Devon was by far my favorite part of the story. It was nice to see a side character be more than just comic relief, and next to Eric, he was the most competent of the main characters. It's never explicitly stated what he is (the best explanation we get is an “adventurer”) but I can’t wait to read the rest of the series to find out. Eric was a great twist on the “wise master wizard” that comes into the protagonist’s life (I’d prefer a young, manic troublemaker any day) and his banter with Devon was highly entertaining.

For the first half of the story, I found Elizabeth really annoying. I’m glad she wasn't just the love interest along for the ride, but her character was all over the place. She was very quick to freak out or burst into tears every single time anything at all went wrong, and I mean literally anything. She was more like a caricature than an actual person, who inserted herself into the situation then had a breakdown every time something minor happened. I wish the idea that Elizabeth was a “seer” was introduced sooner, or at least less suddenly, because it was just kind of randomly dropped in halfway through the story and then she suddenly realized she had always had these powers to see through illusions.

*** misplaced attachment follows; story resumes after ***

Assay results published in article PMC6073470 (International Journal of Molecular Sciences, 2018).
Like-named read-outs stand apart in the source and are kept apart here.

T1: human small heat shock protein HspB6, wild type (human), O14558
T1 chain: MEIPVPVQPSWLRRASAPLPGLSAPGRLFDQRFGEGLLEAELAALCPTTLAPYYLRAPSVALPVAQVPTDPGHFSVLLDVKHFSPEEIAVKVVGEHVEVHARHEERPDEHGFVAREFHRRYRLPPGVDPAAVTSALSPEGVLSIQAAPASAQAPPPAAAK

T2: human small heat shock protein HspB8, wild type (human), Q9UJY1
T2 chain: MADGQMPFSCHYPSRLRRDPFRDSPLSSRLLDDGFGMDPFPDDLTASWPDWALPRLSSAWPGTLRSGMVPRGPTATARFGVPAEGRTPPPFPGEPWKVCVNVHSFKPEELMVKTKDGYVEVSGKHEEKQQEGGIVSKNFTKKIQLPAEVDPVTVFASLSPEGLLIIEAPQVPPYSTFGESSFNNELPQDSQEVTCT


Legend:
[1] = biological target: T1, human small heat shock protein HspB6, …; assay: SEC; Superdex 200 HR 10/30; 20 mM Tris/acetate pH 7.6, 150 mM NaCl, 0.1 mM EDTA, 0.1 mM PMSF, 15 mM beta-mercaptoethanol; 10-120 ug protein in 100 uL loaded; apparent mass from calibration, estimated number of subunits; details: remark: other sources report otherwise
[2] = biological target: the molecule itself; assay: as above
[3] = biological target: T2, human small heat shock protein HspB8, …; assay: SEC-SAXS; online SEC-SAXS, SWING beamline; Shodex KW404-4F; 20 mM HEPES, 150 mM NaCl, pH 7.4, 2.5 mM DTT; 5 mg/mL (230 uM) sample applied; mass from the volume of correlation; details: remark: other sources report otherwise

I did feel like the word fate was thrown around a little too much. I get that the author was trying to make a point, but it started to feel repetitive after a while. Also, even though there was a lot of world building, there were also a lot of moments where Eric decided not to explain something to the main characters because “it would take too long.” Even though it was a funny way of not fully explaining the world the characters are thrust into, it would have been nice if there was a little more explanation at the end, because I was left with a lot of questions. The ending was very abrupt and there were a lot of logistical details that could have been cleared up (maybe I’m just bitter that I have to wait until the next book in the series to come out) but overall, this is one of the better urban fantasy novels I’ve read in awhile.

***I received an ARC of this book from NetGalley in exchange for an honest and fair review!***
Profile Image for Liliana.
808 reviews196 followers
July 5, 2018
Reviewed on Lili Lost in a Book

The title of this book is what initially caught my attention, obviously, but it also sounded really fun! I loved the idea of a magical phone, and someone who knows zero about magic finds it and inadvertently uses it. It made for some pretty funny, magical situations. I really liked the magic usage in this book, and I just love magic in general! And it was an interesting story, too! All this craziness happens because Bryant found a cellphone, and he’s suddenly thrust into a magical world and is being stalked by an evil wizard trying to kill him for “stealing” his phone.